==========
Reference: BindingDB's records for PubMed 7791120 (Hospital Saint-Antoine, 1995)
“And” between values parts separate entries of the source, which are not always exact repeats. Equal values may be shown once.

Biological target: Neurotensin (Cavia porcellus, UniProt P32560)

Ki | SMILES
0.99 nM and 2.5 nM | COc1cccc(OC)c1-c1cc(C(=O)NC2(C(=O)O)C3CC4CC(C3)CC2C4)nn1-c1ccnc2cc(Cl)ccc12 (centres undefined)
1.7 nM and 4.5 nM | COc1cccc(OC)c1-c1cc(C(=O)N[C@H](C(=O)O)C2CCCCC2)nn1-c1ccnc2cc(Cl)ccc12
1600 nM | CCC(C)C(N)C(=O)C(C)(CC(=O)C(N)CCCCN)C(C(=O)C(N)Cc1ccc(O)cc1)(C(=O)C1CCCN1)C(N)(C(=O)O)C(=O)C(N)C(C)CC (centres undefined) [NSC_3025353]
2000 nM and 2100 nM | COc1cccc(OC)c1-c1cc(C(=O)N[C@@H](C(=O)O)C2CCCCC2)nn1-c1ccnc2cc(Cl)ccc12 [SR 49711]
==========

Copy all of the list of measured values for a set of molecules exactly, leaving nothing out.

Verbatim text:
Reference: BindingDB's records for PubMed 7791120 (Hospital Saint-Antoine, 1995)
“And” between values parts separate entries of the source, which are not always exact repeats. Equal values may be shown once.

Biological target: Neurotensin (Cavia porcellus, UniProt P32560)

Ki | SMILES
0.99 nM and 2.5 nM | COc1cccc(OC)c1-c1cc(C(=O)NC2(C(=O)O)C3CC4CC(C3)CC2C4)nn1-c1ccnc2cc(Cl)ccc12 (centres undefined)
1.7 nM and 4.5 nM | COc1cccc(OC)c1-c1cc(C(=O)N[C@H](C(=O)O)C2CCCCC2)nn1-c1ccnc2cc(Cl)ccc12
1600 nM | CCC(C)C(N)C(=O)C(C)(CC(=O)C(N)CCCCN)C(C(=O)C(N)Cc1ccc(O)cc1)(C(=O)C1CCCN1)C(N)(C(=O)O)C(=O)C(N)C(C)CC (centres undefined) [NSC_3025353]
2000 nM and 2100 nM | COc1cccc(OC)c1-c1cc(C(=O)N[C@@H](C(=O)O)C2CCCCC2)nn1-c1ccnc2cc(Cl)ccc12 [SR 49711]